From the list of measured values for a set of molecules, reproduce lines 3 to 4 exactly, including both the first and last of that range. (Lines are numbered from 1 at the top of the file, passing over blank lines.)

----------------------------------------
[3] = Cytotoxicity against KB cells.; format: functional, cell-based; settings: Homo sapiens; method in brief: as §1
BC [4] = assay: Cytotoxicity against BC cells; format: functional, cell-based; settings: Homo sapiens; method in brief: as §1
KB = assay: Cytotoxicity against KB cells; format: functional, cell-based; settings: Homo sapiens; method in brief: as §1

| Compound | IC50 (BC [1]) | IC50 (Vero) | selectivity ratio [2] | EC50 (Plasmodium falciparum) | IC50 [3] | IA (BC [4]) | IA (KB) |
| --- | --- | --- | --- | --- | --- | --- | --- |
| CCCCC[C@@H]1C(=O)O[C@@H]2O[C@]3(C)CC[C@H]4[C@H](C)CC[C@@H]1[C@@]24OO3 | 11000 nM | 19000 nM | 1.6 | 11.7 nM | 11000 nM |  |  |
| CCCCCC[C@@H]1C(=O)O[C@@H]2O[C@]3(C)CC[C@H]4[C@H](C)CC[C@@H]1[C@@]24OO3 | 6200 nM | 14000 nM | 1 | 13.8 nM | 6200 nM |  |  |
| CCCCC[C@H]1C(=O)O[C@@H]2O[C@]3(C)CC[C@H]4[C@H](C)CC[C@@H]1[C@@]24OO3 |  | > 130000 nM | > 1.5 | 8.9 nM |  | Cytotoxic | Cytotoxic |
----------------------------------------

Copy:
KB = assay: Cytotoxicity against KB cells; format: functional, cell-based; settings: Homo sapiens; method in brief: as §1

| Compound | IC50 (BC [1]) | IC50 (Vero) | selectivity ratio [2] | EC50 (Plasmodium falciparum) | IC50 [3] | IA (BC [4]) | IA (KB) |